By Katie Wilson
Warwick is known for its 1,000-year-old fortress, which is the best preserved in England, but there’s much more to this Midlands town than its famous castle.
Wander around its picturesque streets and admire the architecture, which ranges from medieval mansions to Georgian townhouses.
Pop into one of the many independent shops, particularly found on Smith Street. Or lose yourself down a rabbit hole of antiques in Market Place square, the hub of the town.
There is also a burgeoning food scene here, ranging from first class seafood at the unassuming Pickled Crab to Michelin- approved tasting menus at Tailors restaurant.
Pubs are plentiful but none are as unique as The Old Post Office, which is a treasure trove of curiosities which have to be seen to be believed.
Here’s what else we discovered when we spent a weekend in Warwick…
Where to stay in Warwick
Warwick is one of the few town centres in the UK where you can stay in a real-life castle. Families should reserve a woodland lodge at The Knight’s Village, which includes entry into Warwick Castle in the price.
While couples wanting a romantic weekend away can book one of the exclusive Caesar’s Tower Suites, which each have their own private floor hidden within the walls of the highest tower.
The Globe, where we stayed, has recently been refurbished. The cosy pub has a great covered outdoor area. If you’re sleeping over, make sure you request one of their four poster Deluxe Rooms or a Superior Double Room which come with huge Instagrammable headboards.
Pillows & Porcelain is a vintage-inspired B&B with a roll top bath in the ensuite, which is just a few minutes walk from the train station.
For a chic self-catering stay try the Warwick Post Office Apartment which sleeps two. Larger groups should book Church Bells House, a stunning new three bedroom Georgian townhouse in the centre or The Secret Space, which sleeps five. A little further out, the two-bedroom Fergies Canal Side Cottage sleeps four.
Where to eat and drink in Warwick
Want to eat some of the best food in the Midlands? Book a table at Tailors on Market Place – if you can get a table. This British restaurant set in a former gentleman’s tailors is the only one in Warwick to be mentioned in the Michelin Guide. The six-course tasting menu is £65pp. Add a wine flight for an extra £40pp. It’s worth noting it’s closed Mondays and Tuesdays.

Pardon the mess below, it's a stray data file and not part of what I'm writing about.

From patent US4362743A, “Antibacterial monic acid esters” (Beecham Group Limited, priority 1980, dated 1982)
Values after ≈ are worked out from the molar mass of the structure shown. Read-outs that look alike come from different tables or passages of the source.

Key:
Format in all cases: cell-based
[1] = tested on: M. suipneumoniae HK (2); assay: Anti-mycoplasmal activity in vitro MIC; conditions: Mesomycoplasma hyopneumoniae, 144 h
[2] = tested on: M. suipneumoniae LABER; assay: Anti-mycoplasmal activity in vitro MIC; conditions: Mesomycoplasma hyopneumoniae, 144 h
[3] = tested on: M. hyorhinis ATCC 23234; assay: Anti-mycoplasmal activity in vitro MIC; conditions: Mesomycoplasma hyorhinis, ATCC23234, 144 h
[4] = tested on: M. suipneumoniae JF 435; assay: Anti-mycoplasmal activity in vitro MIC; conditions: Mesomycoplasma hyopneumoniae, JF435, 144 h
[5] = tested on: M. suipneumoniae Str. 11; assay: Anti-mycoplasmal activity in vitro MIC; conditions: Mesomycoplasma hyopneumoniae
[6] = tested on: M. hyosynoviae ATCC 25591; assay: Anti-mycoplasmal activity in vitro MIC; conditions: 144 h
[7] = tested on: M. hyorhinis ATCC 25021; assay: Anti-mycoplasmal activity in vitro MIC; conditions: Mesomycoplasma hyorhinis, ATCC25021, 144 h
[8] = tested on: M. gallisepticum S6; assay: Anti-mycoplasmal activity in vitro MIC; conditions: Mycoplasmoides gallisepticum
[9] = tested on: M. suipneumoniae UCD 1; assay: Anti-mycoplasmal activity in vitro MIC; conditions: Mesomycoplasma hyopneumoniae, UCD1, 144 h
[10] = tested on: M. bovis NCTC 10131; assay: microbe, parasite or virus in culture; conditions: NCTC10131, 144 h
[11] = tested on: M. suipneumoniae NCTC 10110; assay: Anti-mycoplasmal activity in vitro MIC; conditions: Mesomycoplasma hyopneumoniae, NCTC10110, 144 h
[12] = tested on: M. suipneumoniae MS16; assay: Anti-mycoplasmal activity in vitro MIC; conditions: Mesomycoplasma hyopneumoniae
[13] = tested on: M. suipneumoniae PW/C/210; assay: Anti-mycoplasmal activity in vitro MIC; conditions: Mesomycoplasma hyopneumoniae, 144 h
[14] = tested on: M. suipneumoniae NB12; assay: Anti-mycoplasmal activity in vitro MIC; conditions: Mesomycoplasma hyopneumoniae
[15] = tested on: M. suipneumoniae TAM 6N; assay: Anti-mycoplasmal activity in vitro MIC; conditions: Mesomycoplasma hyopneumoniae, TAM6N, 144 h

For the best seafood in town head to The Pickled Crab, a fishmongers on Smith Street with a restaurant in the back we can’t recommend enough. We sampled a mini tasting menu of smoked anchovies, chargrilled octopus, gin cured salmon and the most delicious scallops with cauliflower puree and pancetta. They do pretty good frozen margaritas too.
If you’re in the mood for Thai, the only place to head is The Art Kitchen. It’s seriously good food served in an art gallery, where there is always something new to see as the artworks are sold and replaced with new pieces.
Spanish-inspired La Mesa restaurant isn’t bothered about awards or the ‘gram. In fact there isn’t even a menu as the chef cooks what he wants. But what he does cook is phenomenal. A few doors down, the same owner has opened up Bonito, a wine and tapas bar which is well worth a visit if you can get in, there’s only a few tables. They also serve coffee and small plates in the daytime.
For casual day dining, Jack’s Shack do great coffee and sandwiches. Order a Twix brownie while you’re there. Dough & Brew serves award-winning pizza and their slabs of cake are plenty big enough to share. While a visit to artisan the deli Warwick is a must for local produce. Check out their cheese room at the back!
When it comes to drinks, independent wine and champagne bar Ironworks or late night joint Ronnie’s Bar, which hosts DJs, live music and has a huge outside terrace, are where to head for cocktails. If G&T is your favourite tipple, you’ll be spoilt for choice at That Gin Bar, which has over 100 varieties including their own gins which are infused on site.
But the quirkiest pub in Warwick has to be The Old Post Office, a family run micropub where you’ll definitely make friends. This unique watering hole which was once a real post office is now full to the brim with the weird and wonderful.